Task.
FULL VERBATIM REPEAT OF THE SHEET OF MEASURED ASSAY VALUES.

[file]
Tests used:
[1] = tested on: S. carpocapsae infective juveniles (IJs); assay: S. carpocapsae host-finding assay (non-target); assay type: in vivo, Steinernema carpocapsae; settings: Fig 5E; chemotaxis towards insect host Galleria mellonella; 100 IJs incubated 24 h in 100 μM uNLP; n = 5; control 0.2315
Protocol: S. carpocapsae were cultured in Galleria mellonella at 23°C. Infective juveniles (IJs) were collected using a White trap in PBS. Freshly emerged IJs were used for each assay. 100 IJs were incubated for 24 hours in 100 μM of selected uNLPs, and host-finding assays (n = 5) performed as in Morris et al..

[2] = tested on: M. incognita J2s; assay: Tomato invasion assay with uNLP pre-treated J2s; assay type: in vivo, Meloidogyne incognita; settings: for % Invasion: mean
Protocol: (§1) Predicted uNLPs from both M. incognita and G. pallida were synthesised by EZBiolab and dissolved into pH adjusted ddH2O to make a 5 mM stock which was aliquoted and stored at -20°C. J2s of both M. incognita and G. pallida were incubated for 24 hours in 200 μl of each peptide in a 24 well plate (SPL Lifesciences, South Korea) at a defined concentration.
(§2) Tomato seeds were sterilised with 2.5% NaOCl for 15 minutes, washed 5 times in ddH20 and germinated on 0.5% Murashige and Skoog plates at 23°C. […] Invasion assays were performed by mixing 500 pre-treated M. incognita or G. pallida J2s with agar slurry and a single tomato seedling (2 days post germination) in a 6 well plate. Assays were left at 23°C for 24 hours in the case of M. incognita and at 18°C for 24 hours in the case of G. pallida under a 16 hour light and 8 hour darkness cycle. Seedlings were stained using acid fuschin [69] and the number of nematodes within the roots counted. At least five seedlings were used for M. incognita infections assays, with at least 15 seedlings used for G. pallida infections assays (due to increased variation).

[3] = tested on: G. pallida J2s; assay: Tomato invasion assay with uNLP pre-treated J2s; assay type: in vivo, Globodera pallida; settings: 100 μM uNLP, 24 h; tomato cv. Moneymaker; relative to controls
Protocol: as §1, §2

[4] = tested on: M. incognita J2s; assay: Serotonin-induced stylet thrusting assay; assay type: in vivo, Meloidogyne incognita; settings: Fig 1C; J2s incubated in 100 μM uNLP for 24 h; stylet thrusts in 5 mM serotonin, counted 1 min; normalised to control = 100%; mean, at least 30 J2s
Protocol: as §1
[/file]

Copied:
Tests used:
[1] = tested on: S. carpocapsae infective juveniles (IJs); assay: S. carpocapsae host-finding assay (non-target); assay type: in vivo, Steinernema carpocapsae; settings: Fig 5E; chemotaxis towards insect host Galleria mellonella; 100 IJs incubated 24 h in 100 μM uNLP; n = 5; control 0.2315
Protocol: S. carpocapsae were cultured in Galleria mellonella at 23°C. Infective juveniles (IJs) were collected using a White trap in PBS. Freshly emerged IJs were used for each assay. 100 IJs were incubated for 24 hours in 100 μM of selected uNLPs, and host-finding assays (n = 5) performed as in Morris et al..

[2] = tested on: M. incognita J2s; assay: Tomato invasion assay with uNLP pre-treated J2s; assay type: in vivo, Meloidogyne incognita; settings: for % Invasion: mean
Protocol: (§1) Predicted uNLPs from both M. incognita and G. pallida were synthesised by EZBiolab and dissolved into pH adjusted ddH2O to make a 5 mM stock which was aliquoted and stored at -20°C. J2s of both M. incognita and G. pallida were incubated for 24 hours in 200 μl of each peptide in a 24 well plate (SPL Lifesciences, South Korea) at a defined concentration.
(§2) Tomato seeds were sterilised with 2.5% NaOCl for 15 minutes, washed 5 times in ddH20 and germinated on 0.5% Murashige and Skoog plates at 23°C. […] Invasion assays were performed by mixing 500 pre-treated M. incognita or G. pallida J2s with agar slurry and a single tomato seedling (2 days post germination) in a 6 well plate. Assays were left at 23°C for 24 hours in the case of M. incognita and at 18°C for 24 hours in the case of G. pallida under a 16 hour light and 8 hour darkness cycle. Seedlings were stained using acid fuschin [69] and the number of nematodes within the roots counted. At least five seedlings were used for M. incognita infections assays, with at least 15 seedlings used for G. pallida infections assays (due to increased variation).

[3] = tested on: G. pallida J2s; assay: Tomato invasion assay with uNLP pre-treated J2s; assay type: in vivo, Globodera pallida; settings: 100 μM uNLP, 24 h; tomato cv. Moneymaker; relative to controls
Protocol: as §1, §2

[4] = tested on: M. incognita J2s; assay: Serotonin-induced stylet thrusting assay; assay type: in vivo, Meloidogyne incognita; settings: Fig 1C; J2s incubated in 100 μM uNLP for 24 h; stylet thrusts in 5 mM serotonin, counted 1 min; normalised to control = 100%; mean, at least 30 J2s
Protocol: as §1